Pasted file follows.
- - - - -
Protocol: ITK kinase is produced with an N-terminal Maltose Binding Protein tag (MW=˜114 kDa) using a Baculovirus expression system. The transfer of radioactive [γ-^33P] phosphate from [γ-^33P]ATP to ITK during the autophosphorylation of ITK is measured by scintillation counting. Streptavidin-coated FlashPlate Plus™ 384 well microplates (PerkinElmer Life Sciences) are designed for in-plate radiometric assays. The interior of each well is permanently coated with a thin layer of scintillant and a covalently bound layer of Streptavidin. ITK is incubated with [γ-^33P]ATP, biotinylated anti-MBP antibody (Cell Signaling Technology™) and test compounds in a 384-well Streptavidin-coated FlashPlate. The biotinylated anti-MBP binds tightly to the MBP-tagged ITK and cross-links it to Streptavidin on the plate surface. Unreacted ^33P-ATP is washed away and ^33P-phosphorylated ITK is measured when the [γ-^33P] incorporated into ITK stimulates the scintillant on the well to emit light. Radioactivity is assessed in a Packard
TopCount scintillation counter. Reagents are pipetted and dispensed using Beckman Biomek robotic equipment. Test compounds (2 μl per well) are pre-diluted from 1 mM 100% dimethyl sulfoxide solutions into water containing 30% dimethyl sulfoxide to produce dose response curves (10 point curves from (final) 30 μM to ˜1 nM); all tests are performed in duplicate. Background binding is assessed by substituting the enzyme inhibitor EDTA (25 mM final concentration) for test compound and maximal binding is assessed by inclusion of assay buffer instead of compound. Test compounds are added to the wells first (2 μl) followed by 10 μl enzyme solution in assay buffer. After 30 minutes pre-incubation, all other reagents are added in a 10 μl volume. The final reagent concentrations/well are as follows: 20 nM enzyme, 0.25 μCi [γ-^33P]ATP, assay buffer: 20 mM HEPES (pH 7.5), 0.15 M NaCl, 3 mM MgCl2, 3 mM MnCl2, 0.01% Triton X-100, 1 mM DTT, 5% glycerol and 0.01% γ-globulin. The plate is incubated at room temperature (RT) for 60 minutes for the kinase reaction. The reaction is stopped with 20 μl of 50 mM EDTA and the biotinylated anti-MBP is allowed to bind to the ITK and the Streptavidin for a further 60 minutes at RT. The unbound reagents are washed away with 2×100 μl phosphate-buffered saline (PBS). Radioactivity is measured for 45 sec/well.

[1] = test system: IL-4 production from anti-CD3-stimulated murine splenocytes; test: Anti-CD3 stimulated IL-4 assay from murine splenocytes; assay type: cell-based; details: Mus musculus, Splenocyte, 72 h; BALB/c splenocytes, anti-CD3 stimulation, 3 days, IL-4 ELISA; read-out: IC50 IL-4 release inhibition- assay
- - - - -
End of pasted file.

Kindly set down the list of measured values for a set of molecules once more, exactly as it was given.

Protocol: ITK kinase is produced with an N-terminal Maltose Binding Protein tag (MW=˜114 kDa) using a Baculovirus expression system. The transfer of radioactive [γ-^33P] phosphate from [γ-^33P]ATP to ITK during the autophosphorylation of ITK is measured by scintillation counting. Streptavidin-coated FlashPlate Plus™ 384 well microplates (PerkinElmer Life Sciences) are designed for in-plate radiometric assays. The interior of each well is permanently coated with a thin layer of scintillant and a covalently bound layer of Streptavidin. ITK is incubated with [γ-^33P]ATP, biotinylated anti-MBP antibody (Cell Signaling Technology™) and test compounds in a 384-well Streptavidin-coated FlashPlate. The biotinylated anti-MBP binds tightly to the MBP-tagged ITK and cross-links it to Streptavidin on the plate surface. Unreacted ^33P-ATP is washed away and ^33P-phosphorylated ITK is measured when the [γ-^33P] incorporated into ITK stimulates the scintillant on the well to emit light. Radioactivity is assessed in a Packard
TopCount scintillation counter. Reagents are pipetted and dispensed using Beckman Biomek robotic equipment. Test compounds (2 μl per well) are pre-diluted from 1 mM 100% dimethyl sulfoxide solutions into water containing 30% dimethyl sulfoxide to produce dose response curves (10 point curves from (final) 30 μM to ˜1 nM); all tests are performed in duplicate. Background binding is assessed by substituting the enzyme inhibitor EDTA (25 mM final concentration) for test compound and maximal binding is assessed by inclusion of assay buffer instead of compound. Test compounds are added to the wells first (2 μl) followed by 10 μl enzyme solution in assay buffer. After 30 minutes pre-incubation, all other reagents are added in a 10 μl volume. The final reagent concentrations/well are as follows: 20 nM enzyme, 0.25 μCi [γ-^33P]ATP, assay buffer: 20 mM HEPES (pH 7.5), 0.15 M NaCl, 3 mM MgCl2, 3 mM MnCl2, 0.01% Triton X-100, 1 mM DTT, 5% glycerol and 0.01% γ-globulin. The plate is incubated at room temperature (RT) for 60 minutes for the kinase reaction. The reaction is stopped with 20 μl of 50 mM EDTA and the biotinylated anti-MBP is allowed to bind to the ITK and the Streptavidin for a further 60 minutes at RT. The unbound reagents are washed away with 2×100 μl phosphate-buffered saline (PBS). Radioactivity is measured for 45 sec/well.

[1] = test system: IL-4 production from anti-CD3-stimulated murine splenocytes; test: Anti-CD3 stimulated IL-4 assay from murine splenocytes; assay type: cell-based; details: Mus musculus, Splenocyte, 72 h; BALB/c splenocytes, anti-CD3 stimulation, 3 days, IL-4 ELISA; read-out: IC50 IL-4 release inhibition- assay